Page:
Silence is the barrier we have to break down

Poet and writer Benjamin Zephaniah explains his family connection to prostate cancer

What is your connection to prostate cancer?

I actually have a great interest in the subject of prostate cancer. Many years ago for Prostate Cancer UK, I wrote a play called ‘De Botty Business’ which was about some of the myths around prostate cancer and how we can overcome them within the black community.

I remember when I first heard about prostate cancer. A grandfather of mine in the Caribbean had died, and I asked my mum ‘how did he die?’ She said ‘he had water problems’. And I heard that a lot from various relatives. Now I know that a lot of those relatives did in fact have prostate cancer. It was a bit hush hush, because of how it affects our private areas, so we never really talked about it. But then I started to lose friends to the disease and found out about other friends who were affected by it.

So that’s why I feel very passionate about supporting this cause, because in my family black men of all ages just didn’t talk about it.

When I’m sitting down with eight of my mates, to think that two of them are going to get prostate cancer is really frightening.

Where do you draw your strength from?

I get my strength from knowing more. If I want to do all the things I’ve got to do, then knowledge is really important. Knowledge is power as they say, but self knowledge is even more powerful. If you don’t know yourself, nobody else really can.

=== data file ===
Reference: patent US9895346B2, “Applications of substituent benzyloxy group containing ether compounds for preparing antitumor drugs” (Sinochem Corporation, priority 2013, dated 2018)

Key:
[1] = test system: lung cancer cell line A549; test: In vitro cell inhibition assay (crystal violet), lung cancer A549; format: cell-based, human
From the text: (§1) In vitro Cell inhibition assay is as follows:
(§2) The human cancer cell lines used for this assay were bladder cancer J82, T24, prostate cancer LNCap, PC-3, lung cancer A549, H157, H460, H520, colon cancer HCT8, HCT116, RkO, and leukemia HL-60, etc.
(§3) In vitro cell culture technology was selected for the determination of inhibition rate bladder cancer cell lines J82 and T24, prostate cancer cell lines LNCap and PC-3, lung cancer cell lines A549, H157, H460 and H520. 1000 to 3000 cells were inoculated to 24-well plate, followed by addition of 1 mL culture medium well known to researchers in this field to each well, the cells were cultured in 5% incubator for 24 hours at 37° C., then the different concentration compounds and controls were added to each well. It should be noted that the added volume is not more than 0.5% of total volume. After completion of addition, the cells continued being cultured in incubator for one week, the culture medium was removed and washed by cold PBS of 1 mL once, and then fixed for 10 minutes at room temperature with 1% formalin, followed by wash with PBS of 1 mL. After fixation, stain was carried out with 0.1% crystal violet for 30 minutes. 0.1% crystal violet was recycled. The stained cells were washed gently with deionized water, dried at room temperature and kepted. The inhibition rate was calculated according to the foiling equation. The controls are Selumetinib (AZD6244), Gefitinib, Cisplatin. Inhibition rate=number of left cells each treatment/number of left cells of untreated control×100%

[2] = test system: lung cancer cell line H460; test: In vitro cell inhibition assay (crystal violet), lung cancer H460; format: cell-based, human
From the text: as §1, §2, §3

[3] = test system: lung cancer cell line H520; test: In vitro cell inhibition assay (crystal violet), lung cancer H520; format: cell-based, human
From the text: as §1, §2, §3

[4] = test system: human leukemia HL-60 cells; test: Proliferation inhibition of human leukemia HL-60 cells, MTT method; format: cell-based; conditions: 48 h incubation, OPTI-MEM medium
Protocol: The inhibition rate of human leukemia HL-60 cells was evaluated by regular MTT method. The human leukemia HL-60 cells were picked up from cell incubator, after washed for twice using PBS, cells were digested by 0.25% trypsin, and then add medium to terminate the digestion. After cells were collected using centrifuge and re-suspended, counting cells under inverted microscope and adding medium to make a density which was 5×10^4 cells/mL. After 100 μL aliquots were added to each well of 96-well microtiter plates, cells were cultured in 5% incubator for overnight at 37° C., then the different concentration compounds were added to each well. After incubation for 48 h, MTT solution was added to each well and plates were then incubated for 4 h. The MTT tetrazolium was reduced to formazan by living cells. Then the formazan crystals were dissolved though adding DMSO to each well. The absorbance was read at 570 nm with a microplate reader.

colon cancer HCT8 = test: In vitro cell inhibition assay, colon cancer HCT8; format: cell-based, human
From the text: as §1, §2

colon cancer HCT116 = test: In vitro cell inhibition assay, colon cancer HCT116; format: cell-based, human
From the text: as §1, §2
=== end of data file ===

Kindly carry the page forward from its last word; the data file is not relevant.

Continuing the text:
How do you keep in control of your health?

By staying in control of my food and loving exercise. Both are really, really important things. You know, life has a lot in store for us, so try and stay as strong as you can. And being a vegan is really important for me - I love animals but I also love myself and care about what I put into my body. I think us people that do sport and are vegan can lead the way and be a good example of what you can achieve being vegan.

What do you think about the increased risk of prostate cancer amongst black men?

The stats are quite shocking actually. When I’m sitting down with eight of my mates, to think that two of them are going to get prostate cancer is really frightening. But I keep telling my friends that if you get checked early and keep in control of your body, you can overcome it. Ignorance is not bliss.

What advice would you give to other black men?

I would say that you’ve got to take care of yourself. It really is as simple as that. If you’ve got any worries, have a look online or go to your GP. Or contact me and we can talk about it!

(Photograph of Benjamin Zephaniah © Dennis Morris assisted by Bolade Banjo)

 

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